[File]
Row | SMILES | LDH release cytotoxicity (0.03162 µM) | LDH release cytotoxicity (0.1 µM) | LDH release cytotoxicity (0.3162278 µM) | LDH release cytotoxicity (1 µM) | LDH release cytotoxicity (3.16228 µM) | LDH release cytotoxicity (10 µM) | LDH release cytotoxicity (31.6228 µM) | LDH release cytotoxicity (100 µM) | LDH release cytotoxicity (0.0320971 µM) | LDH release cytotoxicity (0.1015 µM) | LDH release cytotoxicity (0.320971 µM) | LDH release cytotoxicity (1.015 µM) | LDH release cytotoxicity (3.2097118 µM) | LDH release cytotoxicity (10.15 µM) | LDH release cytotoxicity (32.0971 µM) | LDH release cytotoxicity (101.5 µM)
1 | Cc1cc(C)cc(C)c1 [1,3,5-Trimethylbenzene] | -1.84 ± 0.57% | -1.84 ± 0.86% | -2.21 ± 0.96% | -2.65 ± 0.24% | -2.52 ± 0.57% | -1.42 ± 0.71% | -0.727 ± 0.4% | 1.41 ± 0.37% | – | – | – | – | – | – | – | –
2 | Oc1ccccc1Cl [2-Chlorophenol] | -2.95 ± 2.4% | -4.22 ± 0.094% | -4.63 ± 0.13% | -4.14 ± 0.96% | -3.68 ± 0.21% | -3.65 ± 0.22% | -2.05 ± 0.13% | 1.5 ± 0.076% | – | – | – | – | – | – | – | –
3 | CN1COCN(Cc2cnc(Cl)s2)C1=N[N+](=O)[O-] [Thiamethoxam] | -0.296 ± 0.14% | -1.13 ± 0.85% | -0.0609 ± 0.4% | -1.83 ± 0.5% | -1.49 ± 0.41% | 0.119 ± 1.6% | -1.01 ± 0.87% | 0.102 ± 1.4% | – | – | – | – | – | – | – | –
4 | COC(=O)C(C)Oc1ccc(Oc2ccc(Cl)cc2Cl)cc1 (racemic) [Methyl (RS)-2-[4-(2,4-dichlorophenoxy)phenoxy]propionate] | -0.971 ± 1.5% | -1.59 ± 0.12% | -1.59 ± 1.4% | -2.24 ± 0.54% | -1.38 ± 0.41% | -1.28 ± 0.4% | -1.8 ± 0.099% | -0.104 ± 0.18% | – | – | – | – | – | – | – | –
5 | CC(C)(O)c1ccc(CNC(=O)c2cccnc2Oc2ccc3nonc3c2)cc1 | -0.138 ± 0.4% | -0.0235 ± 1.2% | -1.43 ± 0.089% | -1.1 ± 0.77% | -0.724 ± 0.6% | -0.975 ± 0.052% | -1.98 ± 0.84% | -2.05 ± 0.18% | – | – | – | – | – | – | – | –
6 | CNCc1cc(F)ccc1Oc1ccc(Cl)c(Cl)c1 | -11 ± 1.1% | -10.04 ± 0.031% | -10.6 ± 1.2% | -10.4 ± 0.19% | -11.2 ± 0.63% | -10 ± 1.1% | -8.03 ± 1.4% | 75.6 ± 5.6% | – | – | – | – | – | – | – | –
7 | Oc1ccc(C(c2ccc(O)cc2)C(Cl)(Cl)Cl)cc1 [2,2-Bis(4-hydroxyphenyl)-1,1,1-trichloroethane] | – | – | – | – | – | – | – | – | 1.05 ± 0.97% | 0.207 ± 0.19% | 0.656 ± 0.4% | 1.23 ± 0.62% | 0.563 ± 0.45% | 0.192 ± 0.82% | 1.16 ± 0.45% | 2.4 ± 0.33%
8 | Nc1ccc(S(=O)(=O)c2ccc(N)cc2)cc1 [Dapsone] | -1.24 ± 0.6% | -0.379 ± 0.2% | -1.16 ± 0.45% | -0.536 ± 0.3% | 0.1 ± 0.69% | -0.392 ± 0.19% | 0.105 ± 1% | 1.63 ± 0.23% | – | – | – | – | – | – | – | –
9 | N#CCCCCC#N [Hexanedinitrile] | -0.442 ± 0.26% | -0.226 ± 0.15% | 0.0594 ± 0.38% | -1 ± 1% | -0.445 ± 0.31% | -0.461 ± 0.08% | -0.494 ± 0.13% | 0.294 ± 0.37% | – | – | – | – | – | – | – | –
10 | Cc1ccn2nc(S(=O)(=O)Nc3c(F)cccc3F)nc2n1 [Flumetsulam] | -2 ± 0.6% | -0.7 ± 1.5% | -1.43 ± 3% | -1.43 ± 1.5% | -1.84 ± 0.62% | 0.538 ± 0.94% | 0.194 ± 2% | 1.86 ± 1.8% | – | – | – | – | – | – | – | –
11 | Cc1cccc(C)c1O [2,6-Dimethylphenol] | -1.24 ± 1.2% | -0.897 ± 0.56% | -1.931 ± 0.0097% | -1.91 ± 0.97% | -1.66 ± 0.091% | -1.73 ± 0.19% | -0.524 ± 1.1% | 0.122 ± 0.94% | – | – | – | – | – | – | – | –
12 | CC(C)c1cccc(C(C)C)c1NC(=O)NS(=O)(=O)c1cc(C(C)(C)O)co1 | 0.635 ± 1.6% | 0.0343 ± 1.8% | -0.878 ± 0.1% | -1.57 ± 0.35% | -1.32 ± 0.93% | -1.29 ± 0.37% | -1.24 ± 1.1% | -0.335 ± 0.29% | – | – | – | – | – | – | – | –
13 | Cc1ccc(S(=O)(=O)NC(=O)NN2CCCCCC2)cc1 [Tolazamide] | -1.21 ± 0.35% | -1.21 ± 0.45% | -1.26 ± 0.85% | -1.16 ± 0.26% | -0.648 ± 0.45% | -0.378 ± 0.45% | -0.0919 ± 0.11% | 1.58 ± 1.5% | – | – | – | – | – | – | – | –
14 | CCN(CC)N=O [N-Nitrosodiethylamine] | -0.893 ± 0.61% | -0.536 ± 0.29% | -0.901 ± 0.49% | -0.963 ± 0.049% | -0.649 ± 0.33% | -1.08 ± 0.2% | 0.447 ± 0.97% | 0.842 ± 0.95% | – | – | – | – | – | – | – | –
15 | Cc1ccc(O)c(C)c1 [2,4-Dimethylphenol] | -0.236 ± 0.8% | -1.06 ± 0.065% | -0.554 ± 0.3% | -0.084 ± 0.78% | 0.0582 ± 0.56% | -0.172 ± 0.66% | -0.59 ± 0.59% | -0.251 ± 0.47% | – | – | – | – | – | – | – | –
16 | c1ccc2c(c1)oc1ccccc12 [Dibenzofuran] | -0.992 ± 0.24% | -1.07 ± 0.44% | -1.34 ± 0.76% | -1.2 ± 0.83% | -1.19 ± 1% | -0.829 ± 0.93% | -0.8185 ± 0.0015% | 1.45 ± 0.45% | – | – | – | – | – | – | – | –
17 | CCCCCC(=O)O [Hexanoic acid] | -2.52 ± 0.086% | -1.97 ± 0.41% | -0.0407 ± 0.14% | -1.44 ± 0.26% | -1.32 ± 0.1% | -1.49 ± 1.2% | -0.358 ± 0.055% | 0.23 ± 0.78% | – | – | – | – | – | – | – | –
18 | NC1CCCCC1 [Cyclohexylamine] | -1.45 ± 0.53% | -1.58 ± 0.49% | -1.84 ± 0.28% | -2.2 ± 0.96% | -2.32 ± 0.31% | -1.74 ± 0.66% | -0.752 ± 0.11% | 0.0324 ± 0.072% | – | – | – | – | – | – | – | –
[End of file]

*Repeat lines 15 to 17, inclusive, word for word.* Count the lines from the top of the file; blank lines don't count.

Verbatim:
14 | CCN(CC)N=O [N-Nitrosodiethylamine] | -0.893 ± 0.61% | -0.536 ± 0.29% | -0.901 ± 0.49% | -0.963 ± 0.049% | -0.649 ± 0.33% | -1.08 ± 0.2% | 0.447 ± 0.97% | 0.842 ± 0.95% | – | – | – | – | – | – | – | –
15 | Cc1ccc(O)c(C)c1 [2,4-Dimethylphenol] | -0.236 ± 0.8% | -1.06 ± 0.065% | -0.554 ± 0.3% | -0.084 ± 0.78% | 0.0582 ± 0.56% | -0.172 ± 0.66% | -0.59 ± 0.59% | -0.251 ± 0.47% | – | – | – | – | – | – | – | –
16 | c1ccc2c(c1)oc1ccccc12 [Dibenzofuran] | -0.992 ± 0.24% | -1.07 ± 0.44% | -1.34 ± 0.76% | -1.2 ± 0.83% | -1.19 ± 1% | -0.829 ± 0.93% | -0.8185 ± 0.0015% | 1.45 ± 0.45% | – | – | – | – | – | – | – | –